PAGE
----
one likes to take difficult votes, but that is nothing new. As the 
majority whip often says: ``If you don't like fighting fires, then 
don't become a fireman.'' If you don't like casting votes, don't come 
to the Senate.
  Some have also suggested that one's view of the filibuster depends on 
where one sits. It is true that when I was in the majority, I opposed 
filibustering judicial nominees. But I opposed doing so when I was in 
the minority as well. I opposed doing so regardless of who was in the 
White House. In short, I was against expanding the use of the 
filibuster into an area in which it traditionally had not been used, 
period.
  One can agree with that view or not, but it is one thing to disagree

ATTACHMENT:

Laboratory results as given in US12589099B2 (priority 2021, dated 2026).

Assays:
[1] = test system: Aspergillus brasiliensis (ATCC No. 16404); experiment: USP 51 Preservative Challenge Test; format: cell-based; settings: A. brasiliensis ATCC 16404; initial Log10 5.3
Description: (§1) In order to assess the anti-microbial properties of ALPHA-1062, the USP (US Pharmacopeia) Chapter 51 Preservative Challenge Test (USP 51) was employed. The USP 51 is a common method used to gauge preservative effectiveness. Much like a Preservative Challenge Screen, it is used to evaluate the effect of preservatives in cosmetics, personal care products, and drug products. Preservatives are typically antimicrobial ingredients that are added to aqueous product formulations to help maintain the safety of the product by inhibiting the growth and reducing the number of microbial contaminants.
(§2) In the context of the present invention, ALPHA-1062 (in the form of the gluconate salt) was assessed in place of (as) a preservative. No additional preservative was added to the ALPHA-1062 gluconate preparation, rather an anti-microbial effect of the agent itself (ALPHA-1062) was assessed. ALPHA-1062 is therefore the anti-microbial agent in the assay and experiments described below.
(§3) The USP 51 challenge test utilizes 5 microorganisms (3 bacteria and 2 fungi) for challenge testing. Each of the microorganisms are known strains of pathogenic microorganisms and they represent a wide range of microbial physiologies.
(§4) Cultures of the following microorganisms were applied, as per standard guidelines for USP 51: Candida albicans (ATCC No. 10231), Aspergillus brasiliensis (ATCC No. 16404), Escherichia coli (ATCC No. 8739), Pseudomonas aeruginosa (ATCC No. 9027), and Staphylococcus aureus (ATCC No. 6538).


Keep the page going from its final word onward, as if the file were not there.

with expanding the use of the filibuster into nontraditional areas, 
regardless of who is President and who is in the minority, it is 
another thing altogether to be in favor of expanding it when one is in 
the minority, and then turn around and urge its elimination when one is 
in the majority.
  When it comes to preserving the right to extended debate on 
legislation, Republicans have been entirely consistent. What is being 
considered is unprecedented. No Senate majority has ever--I am going to 
say this twice--no Senate majority has ever changed the rules except by 
following those rules; that is, with the participation and the 
agreement of the minority.
  I am going to say it one more time. No Senate majority has ever 
changed the rules except by following those rules; that is, with the 
participation and the agreement of the minority. But it also promises 
to frustrate those who would approve it.
  First, it is stating the obvious, that anything that passes in the